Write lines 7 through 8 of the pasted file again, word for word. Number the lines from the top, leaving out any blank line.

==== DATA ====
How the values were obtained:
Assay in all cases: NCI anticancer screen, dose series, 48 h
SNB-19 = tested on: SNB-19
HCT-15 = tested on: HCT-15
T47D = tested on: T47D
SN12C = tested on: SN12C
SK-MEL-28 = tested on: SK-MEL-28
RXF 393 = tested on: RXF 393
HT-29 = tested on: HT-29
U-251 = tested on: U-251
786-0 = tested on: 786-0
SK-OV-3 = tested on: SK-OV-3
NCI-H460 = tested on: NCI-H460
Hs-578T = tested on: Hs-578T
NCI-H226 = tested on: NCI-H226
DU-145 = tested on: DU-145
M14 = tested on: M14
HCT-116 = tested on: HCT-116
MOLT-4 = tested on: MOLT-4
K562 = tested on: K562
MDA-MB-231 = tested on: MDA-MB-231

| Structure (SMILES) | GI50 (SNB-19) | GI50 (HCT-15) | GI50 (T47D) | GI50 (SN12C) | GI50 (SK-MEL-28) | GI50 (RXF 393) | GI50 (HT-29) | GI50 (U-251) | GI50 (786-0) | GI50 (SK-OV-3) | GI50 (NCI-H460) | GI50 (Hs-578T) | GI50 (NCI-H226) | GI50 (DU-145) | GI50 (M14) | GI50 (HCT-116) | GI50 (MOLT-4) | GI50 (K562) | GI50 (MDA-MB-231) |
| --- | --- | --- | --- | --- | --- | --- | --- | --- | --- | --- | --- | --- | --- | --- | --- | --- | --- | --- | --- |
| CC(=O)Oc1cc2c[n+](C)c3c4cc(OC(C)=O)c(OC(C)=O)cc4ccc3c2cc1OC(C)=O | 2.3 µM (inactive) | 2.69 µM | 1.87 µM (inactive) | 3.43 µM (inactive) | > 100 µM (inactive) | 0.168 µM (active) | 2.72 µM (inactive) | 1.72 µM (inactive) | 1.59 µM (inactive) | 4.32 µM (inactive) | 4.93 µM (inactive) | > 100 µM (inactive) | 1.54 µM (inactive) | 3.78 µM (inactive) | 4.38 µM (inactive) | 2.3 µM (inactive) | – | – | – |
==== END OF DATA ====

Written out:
SK-MEL-28 = tested on: SK-MEL-28
RXF 393 = tested on: RXF 393